July 2011

Powerful.

There stood JD and Thad, A.J. and Daly and Rodolfo Rosario, and Jim Sundberg.  Boyd and Krug and Bobby Crook and Matt Klotsche.  Scott Littlefield and Kip Fagg and Mike Grouse and John Booher and Randy Taylor.

Ron Washington and every coach on his staff, including Scott Coolbaugh, who stood on the mound.

Nolan Ryan.

A half dozen others from the Rangers’ Baseball Operations and scouting crews were on hand as well, and about a dozen media members, plus 400 kids in the stands competing in the USSSA Baseball World Series, ages 7 through 14, all watching intently as a kid who turned 16 less than three months ago and agreed to turn pro this weekend for a reported $5 million took live BP cuts off Coolbaugh.

Nomar Mazara doesn’t hit right-handed like Juan Gonzalez did, and doesn’t switch-hit like Ruben Sierra Sr. did, but he does hit left-handed like Darryl Strawberry did, and the kid’s sleek frame and easy power – and that recognizable high leg kick – conjured up the names of all three as he barreled up from right center to left center, and back.

Soon joining Mazara and 17-year-old Tyler Coolbaugh (dutifully giving Mazara regular breaks between turns in the cage) was Josh Hamilton, whose swing resembles Mazara’s only in the handedness from which the rifle reports are delivered.

But the handy contrast made me think about what Hamilton must’ve looked like at age 16, or what Mazara will look like in two years, when he’ll be 18, the age at which Hamilton was not only the number one overall pick in the amateur draft but also signed for $3.96 million, at the time (1999) the highest draft bonus ever paid.

And a million bucks less than Texas is paying its newest prospect, a mere two years older than some of the kids in the stands cheering every ball that lifted off his bat or Hamilton’s, especially the ones that Hamilton deposited into the upper porch or Mazara blasted into the home bullpen.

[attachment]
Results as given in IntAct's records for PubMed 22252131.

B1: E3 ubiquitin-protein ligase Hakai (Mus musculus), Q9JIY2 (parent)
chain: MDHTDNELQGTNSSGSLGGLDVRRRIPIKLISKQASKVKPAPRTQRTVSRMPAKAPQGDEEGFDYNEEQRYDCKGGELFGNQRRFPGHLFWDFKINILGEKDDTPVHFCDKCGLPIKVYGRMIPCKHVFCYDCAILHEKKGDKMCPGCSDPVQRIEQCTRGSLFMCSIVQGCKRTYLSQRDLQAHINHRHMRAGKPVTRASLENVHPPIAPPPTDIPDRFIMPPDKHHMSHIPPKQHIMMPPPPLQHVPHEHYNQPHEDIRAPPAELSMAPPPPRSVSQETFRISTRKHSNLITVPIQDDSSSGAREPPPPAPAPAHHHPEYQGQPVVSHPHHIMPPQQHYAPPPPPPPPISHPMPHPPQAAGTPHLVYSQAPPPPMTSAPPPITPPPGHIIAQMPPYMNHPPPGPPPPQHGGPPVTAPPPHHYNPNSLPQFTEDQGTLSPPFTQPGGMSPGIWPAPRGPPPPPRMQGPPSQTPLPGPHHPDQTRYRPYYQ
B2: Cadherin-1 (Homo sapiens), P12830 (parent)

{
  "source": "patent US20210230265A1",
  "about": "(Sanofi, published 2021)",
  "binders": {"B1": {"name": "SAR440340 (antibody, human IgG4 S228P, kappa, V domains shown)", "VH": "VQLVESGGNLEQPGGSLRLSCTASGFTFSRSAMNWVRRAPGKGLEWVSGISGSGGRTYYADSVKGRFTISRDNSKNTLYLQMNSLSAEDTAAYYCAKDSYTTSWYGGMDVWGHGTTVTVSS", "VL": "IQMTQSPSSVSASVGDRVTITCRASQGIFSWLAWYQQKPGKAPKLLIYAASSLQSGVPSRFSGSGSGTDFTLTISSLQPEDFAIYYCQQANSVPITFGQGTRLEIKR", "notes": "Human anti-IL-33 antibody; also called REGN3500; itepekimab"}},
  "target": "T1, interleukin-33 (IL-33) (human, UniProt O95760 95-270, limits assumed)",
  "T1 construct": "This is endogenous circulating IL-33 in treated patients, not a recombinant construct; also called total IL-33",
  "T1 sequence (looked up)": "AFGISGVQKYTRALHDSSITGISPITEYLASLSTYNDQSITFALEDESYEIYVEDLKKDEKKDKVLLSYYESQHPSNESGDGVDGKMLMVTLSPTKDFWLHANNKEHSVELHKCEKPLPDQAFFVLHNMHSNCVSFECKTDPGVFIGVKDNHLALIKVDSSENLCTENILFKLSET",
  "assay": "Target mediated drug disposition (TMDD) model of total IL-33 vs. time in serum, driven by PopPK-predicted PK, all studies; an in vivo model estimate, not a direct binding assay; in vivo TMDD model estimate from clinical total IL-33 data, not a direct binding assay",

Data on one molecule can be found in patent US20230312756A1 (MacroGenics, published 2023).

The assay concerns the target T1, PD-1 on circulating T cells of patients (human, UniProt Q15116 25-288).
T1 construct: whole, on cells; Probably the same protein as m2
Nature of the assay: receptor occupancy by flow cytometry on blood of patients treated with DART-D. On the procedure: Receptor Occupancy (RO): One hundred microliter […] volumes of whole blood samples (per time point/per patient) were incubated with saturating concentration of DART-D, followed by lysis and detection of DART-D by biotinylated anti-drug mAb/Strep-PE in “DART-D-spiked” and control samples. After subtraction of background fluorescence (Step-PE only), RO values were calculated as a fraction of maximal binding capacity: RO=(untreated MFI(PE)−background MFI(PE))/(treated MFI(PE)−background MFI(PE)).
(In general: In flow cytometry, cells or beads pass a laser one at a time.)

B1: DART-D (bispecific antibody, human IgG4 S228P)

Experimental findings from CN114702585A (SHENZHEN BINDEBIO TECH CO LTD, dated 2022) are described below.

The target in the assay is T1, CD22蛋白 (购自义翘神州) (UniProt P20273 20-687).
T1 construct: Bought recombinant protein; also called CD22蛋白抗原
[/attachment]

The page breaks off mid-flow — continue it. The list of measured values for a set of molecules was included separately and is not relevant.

It would be pretty cool if Hamilton is still a productive part of this team when Mazara gets back to Arlington three or four years from now, an admittedly optimistic timetable.

But in the meantime they shared somewhat of a little stage today, hours before Hamilton would be the only Rangers starter to go hitless in a brawny 13-5 win that completed a sweep of the Orioles and put Texas back into sole possession of first place in the West.

A lot has happened since Hamilton was the teenaged kid cutting through all the fanfare to get his career started, and it was a lot different for him, a much higher profile prospect who was two years older than Mazara is, who would report immediately to a stateside minor league team rather than stay back in the invisible Dominican sub-leagues (Mazara won’t even play in the Dominican Summer League this season), and who was immediately crowned as the future of the Tampa Bay franchise, while Mazara arrives instead as the latest key piece in an already-steady pipeline of prime minor league talent that Wednesday’s two dozen attentive Rangers officials have played a large part in building, and sustaining.